Pulis method takes sting out of Hornets' air of celebration
Games like this will define Watford's top-flight future
Published 16/08/2015 | 02:30
At Vicarage Road yesterday, Watford played their first Premier League game in eight years.
In May, 2007, Marlon King equalised from the penalty spot as Watford headed out of the top division with a draw against a Newcastle side containing Shay Given, Steven Carr and Michael Owen.
Watford High Street wasn't overcome with excitement at the prospect of the return on Saturday. 'The Moon Under The Water' might have had a busier day than normal, but the shoppers went about their business while supporters edged through them heading for the ground on the edge of the town.
Watford is not a place that easily brings out the romantic in many and, maybe for that reason, it is as good a spot as any for a Premier League club in 2015.
As a club, Watford represent many of the Premier League's key features. The ownership by the Pozzo family, who also own Udinese in Italy, has been radical. Alexis Sanchez is their brand ambassador, the player they would like to say best sums up their methods. Sanchez was spotted in Chile by Udinese when he was a teenager and eventually sold to Barcelona for more than £20 million. He has been their greatest success, but there have been others.
They have also been told they are all that's wrong with football, but last season they were automatically promoted from the Championship and they have spent the summer readying themselves for the Premier League.
Naturally, they appointed a new manager. When Quique Sanchez Flores was given the job in June, he became Watford's fifth manager in a year. Flores is a footballing blue blood. His father played for Real Madrid and Alfredo Di Stefano was his godfather. Watford would seem like an obvious choice.
This summer they have spent £20m, which seems to be the standard spend for a mid-table side at the moment. They are one of those clubs banking on being around for the new TV deal, but a lot of clubs are banking on it.
Around Vicarage Road, there was more anticipation yesterday. Supporters queued to get into the club shop and when the teams who have the players everybody wants to see show up, there will be real excitement.
The Elton John Stand smelled of fresh paint and inside there was a feel that work had been completed just in time. It added to the sense of urgency. "It was like a party," Flores said afterwards.
West Brom, it's safe to say, are probably not one of the teams you would hope to have for that party. Tony Pulis is an intelligent and interesting man but he's not the manager you would turn to if, say, you needed someone to head a panel investigating ways football could become more entertaining.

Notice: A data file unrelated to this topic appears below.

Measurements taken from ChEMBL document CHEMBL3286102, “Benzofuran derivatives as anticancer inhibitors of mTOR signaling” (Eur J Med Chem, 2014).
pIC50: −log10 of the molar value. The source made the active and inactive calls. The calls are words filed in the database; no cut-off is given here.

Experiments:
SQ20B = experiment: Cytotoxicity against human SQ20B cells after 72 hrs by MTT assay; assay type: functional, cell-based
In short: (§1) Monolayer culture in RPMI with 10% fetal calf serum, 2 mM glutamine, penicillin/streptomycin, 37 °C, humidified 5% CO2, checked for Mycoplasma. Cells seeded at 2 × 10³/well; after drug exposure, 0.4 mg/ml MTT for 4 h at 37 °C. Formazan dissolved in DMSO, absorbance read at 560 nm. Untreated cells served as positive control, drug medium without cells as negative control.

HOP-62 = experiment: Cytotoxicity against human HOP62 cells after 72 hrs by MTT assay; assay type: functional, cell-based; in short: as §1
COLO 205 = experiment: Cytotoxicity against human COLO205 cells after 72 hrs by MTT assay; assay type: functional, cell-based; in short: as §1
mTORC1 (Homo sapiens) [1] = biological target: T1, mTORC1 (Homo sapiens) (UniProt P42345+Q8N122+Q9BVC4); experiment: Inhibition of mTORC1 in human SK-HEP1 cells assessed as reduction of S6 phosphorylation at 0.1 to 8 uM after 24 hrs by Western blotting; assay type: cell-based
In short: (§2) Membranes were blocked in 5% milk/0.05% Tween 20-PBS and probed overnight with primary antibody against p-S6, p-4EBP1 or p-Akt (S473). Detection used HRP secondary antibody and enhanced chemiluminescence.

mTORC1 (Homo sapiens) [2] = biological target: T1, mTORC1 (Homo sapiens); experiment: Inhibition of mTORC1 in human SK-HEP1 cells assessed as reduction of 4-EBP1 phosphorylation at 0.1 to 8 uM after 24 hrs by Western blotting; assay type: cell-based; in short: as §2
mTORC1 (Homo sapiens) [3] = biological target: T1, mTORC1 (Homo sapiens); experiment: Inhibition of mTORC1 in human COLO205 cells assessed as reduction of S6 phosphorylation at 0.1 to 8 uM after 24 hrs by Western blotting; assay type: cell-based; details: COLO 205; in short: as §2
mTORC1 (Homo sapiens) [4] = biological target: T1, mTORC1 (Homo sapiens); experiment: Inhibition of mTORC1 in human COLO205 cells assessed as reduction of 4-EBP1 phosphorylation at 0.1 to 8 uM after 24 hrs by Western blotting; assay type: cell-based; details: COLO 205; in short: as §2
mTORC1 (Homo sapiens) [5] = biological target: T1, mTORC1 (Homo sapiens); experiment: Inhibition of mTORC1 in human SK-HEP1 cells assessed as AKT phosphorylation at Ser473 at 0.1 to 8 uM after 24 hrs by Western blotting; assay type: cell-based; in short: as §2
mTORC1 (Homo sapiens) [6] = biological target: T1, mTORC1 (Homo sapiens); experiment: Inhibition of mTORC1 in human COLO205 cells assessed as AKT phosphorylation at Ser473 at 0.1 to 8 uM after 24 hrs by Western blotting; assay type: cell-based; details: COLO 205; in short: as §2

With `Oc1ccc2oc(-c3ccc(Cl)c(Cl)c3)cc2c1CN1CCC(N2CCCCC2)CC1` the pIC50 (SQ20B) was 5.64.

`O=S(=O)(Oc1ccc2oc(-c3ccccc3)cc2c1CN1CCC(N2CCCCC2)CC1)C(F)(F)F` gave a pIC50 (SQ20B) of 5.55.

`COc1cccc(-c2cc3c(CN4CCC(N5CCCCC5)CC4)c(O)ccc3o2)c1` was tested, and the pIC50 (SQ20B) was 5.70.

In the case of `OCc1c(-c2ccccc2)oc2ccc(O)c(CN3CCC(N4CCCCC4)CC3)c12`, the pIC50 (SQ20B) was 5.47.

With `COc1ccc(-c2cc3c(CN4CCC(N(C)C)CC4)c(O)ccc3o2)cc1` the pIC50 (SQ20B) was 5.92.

Pulis took his squad running this pre-season. They ran as players used to run and they kept running until the end of the game at Vicarage Road. It was their only obvious talent on display yesterday. They wanted a scoreless draw and they got what they wanted while maybe making another point to the home side. Watford moved through midfield beautifully and they broke well on the counter-attack, but they couldn't score.
Watford have a bright manager and have recruited players with European experience who they hope will keep them away from the bottom. Etienne Capoue and Valon Behrami linked well but they will, however, need to win matches and score goals at home. There has been a lot to encourage them in their first two games but, while a draw at Everton was a good result, they missed an opportunity for a victory yesterday. They were the better side but they struggled to break down West Brom who could have got all three points if Saido Berahino hadn't headed wide from six yards in the final minutes.
On the evidence of this game, West Brom will have more problems than Watford but Pulis's ability to get results could change that. He spent the game prowling on the sideline. In the first half, his voice bellowed around the stadium as he became infuriated with West Brom's mistakes in defence (he was calmer when they made errors in attack).
Pulis acknowledged afterwards that Watford had taken them by surprise. West Brom looked like the novices but, as the game wore on, they took the life from it like the pros they are.
Watford's football was as fluid as you'd expect. Ikechi Anya had moved back to left-back to allow Odion Ighalo to come into the team and they had West Brom worried - you could tell, because Pulis kept throwing gum on the ground in frustration. West Brom were better at the start of the second half.
Berahino went down as Heurelho Gomes came out and it could have been a penalty, it could have been a dive, but it was simply a goal-kick.
West Brom had spent money too, notably on Salomon Rondon, a club record signing at £12m, who came on in the second half. He had received his international clearance on Saturday morning and he looked a bit startled to begin with.
James McClean had started on the bench as well. There were a few lacklustre boos when was sent on but Pulis credited Rondon and McClean with his side's improvement in the second half.
The crowd had given up on booing McClean long before the end. They may well have been bored into silence. It was entirely possible.
This might have been a day to celebrate for Watford as they returned to the Premier League but it was also a reminder to those watching of Tony Pulis's methods.
Sunday Indo Sport